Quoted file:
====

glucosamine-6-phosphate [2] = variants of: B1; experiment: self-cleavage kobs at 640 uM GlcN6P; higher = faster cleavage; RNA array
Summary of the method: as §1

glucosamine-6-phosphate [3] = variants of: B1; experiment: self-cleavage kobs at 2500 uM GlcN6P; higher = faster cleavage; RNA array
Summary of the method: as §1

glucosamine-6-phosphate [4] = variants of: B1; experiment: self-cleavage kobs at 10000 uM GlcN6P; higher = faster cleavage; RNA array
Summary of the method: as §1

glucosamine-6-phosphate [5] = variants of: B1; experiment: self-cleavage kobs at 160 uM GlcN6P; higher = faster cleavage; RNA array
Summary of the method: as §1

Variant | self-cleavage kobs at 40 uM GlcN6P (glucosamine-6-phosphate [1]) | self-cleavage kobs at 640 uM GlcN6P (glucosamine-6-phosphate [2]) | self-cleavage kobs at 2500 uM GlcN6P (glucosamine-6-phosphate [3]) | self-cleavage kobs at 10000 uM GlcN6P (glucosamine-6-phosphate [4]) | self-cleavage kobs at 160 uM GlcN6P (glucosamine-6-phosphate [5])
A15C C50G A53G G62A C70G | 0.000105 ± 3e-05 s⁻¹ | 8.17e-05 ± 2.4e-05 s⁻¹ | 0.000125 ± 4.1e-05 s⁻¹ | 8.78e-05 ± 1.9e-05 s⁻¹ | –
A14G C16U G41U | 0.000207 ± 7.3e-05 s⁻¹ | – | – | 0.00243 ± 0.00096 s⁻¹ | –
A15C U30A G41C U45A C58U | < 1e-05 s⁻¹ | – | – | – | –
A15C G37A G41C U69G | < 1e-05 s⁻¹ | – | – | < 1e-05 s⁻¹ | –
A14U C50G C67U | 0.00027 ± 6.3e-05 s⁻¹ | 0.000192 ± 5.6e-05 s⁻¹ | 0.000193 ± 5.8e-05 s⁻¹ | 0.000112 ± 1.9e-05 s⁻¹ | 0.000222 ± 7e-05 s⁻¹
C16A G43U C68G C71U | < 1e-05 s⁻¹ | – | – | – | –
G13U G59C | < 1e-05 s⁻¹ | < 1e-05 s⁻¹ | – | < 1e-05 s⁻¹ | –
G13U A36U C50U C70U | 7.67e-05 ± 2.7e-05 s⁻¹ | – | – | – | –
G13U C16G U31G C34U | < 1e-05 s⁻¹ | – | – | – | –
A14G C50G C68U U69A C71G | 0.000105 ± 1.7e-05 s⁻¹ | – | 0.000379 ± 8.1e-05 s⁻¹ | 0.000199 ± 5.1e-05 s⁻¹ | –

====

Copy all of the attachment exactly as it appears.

glucosamine-6-phosphate [2] = variants of: B1; experiment: self-cleavage kobs at 640 uM GlcN6P; higher = faster cleavage; RNA array
Summary of the method: as §1

glucosamine-6-phosphate [3] = variants of: B1; experiment: self-cleavage kobs at 2500 uM GlcN6P; higher = faster cleavage; RNA array
Summary of the method: as §1

glucosamine-6-phosphate [4] = variants of: B1; experiment: self-cleavage kobs at 10000 uM GlcN6P; higher = faster cleavage; RNA array
Summary of the method: as §1

glucosamine-6-phosphate [5] = variants of: B1; experiment: self-cleavage kobs at 160 uM GlcN6P; higher = faster cleavage; RNA array
Summary of the method: as §1

Variant | self-cleavage kobs at 40 uM GlcN6P (glucosamine-6-phosphate [1]) | self-cleavage kobs at 640 uM GlcN6P (glucosamine-6-phosphate [2]) | self-cleavage kobs at 2500 uM GlcN6P (glucosamine-6-phosphate [3]) | self-cleavage kobs at 10000 uM GlcN6P (glucosamine-6-phosphate [4]) | self-cleavage kobs at 160 uM GlcN6P (glucosamine-6-phosphate [5])
A15C C50G A53G G62A C70G | 0.000105 ± 3e-05 s⁻¹ | 8.17e-05 ± 2.4e-05 s⁻¹ | 0.000125 ± 4.1e-05 s⁻¹ | 8.78e-05 ± 1.9e-05 s⁻¹ | –
A14G C16U G41U | 0.000207 ± 7.3e-05 s⁻¹ | – | – | 0.00243 ± 0.00096 s⁻¹ | –
A15C U30A G41C U45A C58U | < 1e-05 s⁻¹ | – | – | – | –
A15C G37A G41C U69G | < 1e-05 s⁻¹ | – | – | < 1e-05 s⁻¹ | –
A14U C50G C67U | 0.00027 ± 6.3e-05 s⁻¹ | 0.000192 ± 5.6e-05 s⁻¹ | 0.000193 ± 5.8e-05 s⁻¹ | 0.000112 ± 1.9e-05 s⁻¹ | 0.000222 ± 7e-05 s⁻¹
C16A G43U C68G C71U | < 1e-05 s⁻¹ | – | – | – | –
G13U G59C | < 1e-05 s⁻¹ | < 1e-05 s⁻¹ | – | < 1e-05 s⁻¹ | –
G13U A36U C50U C70U | 7.67e-05 ± 2.7e-05 s⁻¹ | – | – | – | –
G13U C16G U31G C34U | < 1e-05 s⁻¹ | – | – | – | –
A14G C50G C68U U69A C71G | 0.000105 ± 1.7e-05 s⁻¹ | – | 0.000379 ± 8.1e-05 s⁻¹ | 0.000199 ± 5.1e-05 s⁻¹ | –